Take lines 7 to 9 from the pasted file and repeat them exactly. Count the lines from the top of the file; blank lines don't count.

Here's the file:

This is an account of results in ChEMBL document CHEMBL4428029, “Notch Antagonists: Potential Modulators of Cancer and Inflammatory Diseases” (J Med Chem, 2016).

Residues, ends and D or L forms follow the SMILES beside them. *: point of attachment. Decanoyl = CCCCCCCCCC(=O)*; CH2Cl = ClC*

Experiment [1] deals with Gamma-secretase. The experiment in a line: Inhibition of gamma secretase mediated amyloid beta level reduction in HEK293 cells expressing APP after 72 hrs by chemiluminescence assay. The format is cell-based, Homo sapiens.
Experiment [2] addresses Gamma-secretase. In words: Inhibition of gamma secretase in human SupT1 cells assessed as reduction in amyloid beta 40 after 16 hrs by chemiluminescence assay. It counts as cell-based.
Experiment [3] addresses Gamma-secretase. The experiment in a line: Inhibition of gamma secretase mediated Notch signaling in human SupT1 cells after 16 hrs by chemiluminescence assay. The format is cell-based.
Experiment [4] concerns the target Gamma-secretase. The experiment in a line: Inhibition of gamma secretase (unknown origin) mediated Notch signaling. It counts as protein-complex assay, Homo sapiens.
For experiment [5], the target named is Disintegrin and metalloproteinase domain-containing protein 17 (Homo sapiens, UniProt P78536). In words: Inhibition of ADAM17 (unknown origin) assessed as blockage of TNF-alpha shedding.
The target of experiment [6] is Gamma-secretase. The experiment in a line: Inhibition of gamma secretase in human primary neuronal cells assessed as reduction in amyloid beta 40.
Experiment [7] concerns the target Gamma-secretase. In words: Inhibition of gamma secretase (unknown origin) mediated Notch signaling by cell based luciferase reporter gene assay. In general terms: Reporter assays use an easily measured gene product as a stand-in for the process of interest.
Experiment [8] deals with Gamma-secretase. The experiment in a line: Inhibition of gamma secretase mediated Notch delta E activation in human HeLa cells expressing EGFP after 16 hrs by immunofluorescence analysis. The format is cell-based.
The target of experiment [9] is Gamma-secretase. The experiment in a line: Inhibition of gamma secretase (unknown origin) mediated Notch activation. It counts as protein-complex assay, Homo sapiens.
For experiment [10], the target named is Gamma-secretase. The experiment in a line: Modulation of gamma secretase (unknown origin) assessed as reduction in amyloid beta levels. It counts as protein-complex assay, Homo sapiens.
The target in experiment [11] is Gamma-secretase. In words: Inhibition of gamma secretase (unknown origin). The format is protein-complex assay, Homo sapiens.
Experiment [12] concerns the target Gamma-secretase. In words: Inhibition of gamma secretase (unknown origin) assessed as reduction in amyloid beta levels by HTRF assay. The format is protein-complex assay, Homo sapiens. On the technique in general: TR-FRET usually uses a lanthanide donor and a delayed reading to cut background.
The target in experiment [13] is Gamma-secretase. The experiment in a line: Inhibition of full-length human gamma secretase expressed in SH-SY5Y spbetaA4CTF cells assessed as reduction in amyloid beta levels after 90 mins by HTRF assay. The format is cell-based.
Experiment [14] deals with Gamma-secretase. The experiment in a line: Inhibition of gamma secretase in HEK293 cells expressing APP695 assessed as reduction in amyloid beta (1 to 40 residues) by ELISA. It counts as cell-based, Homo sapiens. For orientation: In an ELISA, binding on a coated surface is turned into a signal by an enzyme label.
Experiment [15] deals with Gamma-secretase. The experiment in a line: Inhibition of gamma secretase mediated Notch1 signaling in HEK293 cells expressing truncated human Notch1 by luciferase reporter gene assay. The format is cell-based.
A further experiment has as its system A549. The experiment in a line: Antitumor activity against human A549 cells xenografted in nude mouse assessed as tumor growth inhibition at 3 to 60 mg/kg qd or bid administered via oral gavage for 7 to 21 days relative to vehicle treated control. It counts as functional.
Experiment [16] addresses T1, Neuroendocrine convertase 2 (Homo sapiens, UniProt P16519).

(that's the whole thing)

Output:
For experiment [5], the target named is Disintegrin and metalloproteinase domain-containing protein 17 (Homo sapiens, UniProt P78536). In words: Inhibition of ADAM17 (unknown origin) assessed as blockage of TNF-alpha shedding.
The target of experiment [6] is Gamma-secretase. The experiment in a line: Inhibition of gamma secretase in human primary neuronal cells assessed as reduction in amyloid beta 40.
Experiment [7] concerns the target Gamma-secretase. In words: Inhibition of gamma secretase (unknown origin) mediated Notch signaling by cell based luciferase reporter gene assay. In general terms: Reporter assays use an easily measured gene product as a stand-in for the process of interest.